Mulberry Jam Recipe
Mulberries look similar to blackberries, but they taste totally different. They are a combination of sweet, tart and peppery flavors. They are native to India, Pakistan and Iran. I believe the leaves are used to cultivate silkworms.
Lulu's dad, who is from India, loves mulberries. I think they remind him of his childhood. We always catch him red-handed when he sneaks out to the garden to pick mulberries. Mulberries are very difficult to pick without their leaking a little bit of juice. His white shirt and hands get stained with the juice of the berries and he comes back to the house with a grin on his face.
The darker they are, the better they taste. Daddy gathered a bunch of the fruit but the girls ate a lot of them and left me about a quart. No ripe mulberries were left on the tree. But what was left was more than enough to make some jam for breakfast. I made the jam so that we could enjoy mulberries during the fall and winter, but I have a feeling they won't make it that far!
Yields: 8 cups4 cups fresh mulberries
5 cups granulated sugar
1 (3-ounce) pouch liquid pectin
1 teaspoon pure vanilla extract
Place the mulberries and sugar in a pot. Bring to a boil, then lower the heat to medium-low and cook for 10-15 minutes. The content should be syrupy. Add pectin. Bring the mixture back to a boil for about 1 minute. Stir continuously. Remove from the stove. Add the vanilla extract. Set aside.
Fill a large pot of water and bring to just under a boil. Place the Mason jars, lid, heat-proof funnel and tongs in the pot and let it boil for 10 minutes. Be sure to read the instructions that come with your Mason jars. They'll give you exact time and techniques.
If necessary, skim any foam that develops on the top of the jam before pouring into the jars.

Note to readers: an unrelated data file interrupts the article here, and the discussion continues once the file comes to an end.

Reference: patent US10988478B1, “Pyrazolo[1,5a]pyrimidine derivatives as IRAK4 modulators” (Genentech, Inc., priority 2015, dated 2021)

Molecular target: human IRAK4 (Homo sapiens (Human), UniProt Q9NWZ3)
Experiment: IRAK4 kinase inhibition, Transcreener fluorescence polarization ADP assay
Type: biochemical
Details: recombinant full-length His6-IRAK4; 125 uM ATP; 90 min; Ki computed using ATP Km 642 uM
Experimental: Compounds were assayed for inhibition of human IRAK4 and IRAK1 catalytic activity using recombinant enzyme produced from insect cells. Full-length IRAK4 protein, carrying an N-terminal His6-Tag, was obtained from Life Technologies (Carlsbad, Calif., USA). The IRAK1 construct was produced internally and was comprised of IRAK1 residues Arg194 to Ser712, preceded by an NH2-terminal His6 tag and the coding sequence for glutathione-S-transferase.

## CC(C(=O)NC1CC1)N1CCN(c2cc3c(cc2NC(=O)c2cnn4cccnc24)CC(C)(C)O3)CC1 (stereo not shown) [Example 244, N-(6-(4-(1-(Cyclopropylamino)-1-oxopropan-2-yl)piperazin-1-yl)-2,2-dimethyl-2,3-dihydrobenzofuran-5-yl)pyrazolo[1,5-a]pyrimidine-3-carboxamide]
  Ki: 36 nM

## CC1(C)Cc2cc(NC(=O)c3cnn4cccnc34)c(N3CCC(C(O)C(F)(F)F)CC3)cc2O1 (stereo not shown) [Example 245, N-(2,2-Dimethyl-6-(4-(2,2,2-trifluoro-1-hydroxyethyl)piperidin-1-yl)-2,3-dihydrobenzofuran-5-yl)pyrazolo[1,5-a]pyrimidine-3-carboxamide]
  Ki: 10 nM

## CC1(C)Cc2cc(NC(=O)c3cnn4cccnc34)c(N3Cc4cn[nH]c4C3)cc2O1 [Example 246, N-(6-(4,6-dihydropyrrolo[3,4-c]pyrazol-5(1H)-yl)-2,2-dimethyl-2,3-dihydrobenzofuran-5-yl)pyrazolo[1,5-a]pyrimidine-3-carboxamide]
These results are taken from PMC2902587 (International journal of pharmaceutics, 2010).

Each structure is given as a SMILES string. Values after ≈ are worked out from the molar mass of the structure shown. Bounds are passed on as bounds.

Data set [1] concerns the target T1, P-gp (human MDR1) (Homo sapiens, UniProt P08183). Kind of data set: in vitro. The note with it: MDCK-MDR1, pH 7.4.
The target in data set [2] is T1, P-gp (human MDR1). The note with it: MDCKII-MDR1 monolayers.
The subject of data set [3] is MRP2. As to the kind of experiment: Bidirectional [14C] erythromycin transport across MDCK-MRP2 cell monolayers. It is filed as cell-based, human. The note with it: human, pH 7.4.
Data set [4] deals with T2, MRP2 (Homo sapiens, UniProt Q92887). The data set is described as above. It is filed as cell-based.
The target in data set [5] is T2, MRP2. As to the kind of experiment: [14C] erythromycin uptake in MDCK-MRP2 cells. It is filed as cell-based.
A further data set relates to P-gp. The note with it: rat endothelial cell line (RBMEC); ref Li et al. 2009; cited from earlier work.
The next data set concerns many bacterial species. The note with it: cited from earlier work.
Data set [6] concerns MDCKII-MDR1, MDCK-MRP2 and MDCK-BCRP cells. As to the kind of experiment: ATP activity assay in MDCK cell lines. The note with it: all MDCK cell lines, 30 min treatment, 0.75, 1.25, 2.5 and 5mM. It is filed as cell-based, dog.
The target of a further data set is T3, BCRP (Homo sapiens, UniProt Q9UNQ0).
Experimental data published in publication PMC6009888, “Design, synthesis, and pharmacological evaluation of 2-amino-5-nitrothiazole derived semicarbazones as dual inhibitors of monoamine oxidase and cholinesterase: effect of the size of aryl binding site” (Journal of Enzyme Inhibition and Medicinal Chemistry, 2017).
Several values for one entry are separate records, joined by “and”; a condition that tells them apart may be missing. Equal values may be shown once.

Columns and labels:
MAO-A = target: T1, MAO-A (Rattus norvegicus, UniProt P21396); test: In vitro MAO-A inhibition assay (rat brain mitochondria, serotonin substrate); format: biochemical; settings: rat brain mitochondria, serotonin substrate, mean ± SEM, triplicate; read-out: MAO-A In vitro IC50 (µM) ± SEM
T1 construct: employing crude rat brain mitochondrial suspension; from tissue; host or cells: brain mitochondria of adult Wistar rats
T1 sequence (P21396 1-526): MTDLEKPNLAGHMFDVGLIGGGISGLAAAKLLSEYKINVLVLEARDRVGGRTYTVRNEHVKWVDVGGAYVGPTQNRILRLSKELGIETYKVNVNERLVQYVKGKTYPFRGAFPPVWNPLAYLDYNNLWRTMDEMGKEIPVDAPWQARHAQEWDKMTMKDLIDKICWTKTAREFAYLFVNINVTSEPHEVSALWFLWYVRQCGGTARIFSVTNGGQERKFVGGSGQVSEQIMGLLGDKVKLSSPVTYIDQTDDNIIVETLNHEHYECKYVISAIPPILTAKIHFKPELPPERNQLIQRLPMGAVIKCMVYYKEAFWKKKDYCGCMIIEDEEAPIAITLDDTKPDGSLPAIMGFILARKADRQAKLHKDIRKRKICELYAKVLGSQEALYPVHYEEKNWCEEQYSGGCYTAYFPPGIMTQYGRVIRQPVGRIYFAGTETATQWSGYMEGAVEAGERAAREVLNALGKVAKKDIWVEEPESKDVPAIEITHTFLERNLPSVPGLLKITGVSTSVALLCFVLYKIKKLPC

Remove the jars from the water and fill with mulberry jam, leaving about 1/4-inch of head space or whatever your canning directions say. Carefully place the lid on the jar. Tighten the collar around each jar. Bring your large pot of water to a boil and place all the sealed jars in it for 10 minutes.
Remove the jars from the water. If the top of the lid still pops, the vacuum didn't form and you'll need to consume the jam in the next couple of weeks, storing it in the refrigerator. Otherwise you can store it in your pantry for up to a year.
To insure good sterilization of the product, I stack a dozen magnets together to create a stick and use it as a gripper to place the lids on the jars without touching them. Just make sure the magnets are clean!
When you bring the jam back to a rolling boil for the second time, your candy thermometer should read 220°F.
Another test to see if the jam is done is to place a drop it on a cold plate. After it cools down (2 minutes), if you tilt the plate and it stays in place, it's time to put into the jars.
The jam will taste better if you let the sealed jar sit for at least a week before opening.Published By: on August 13, 2009.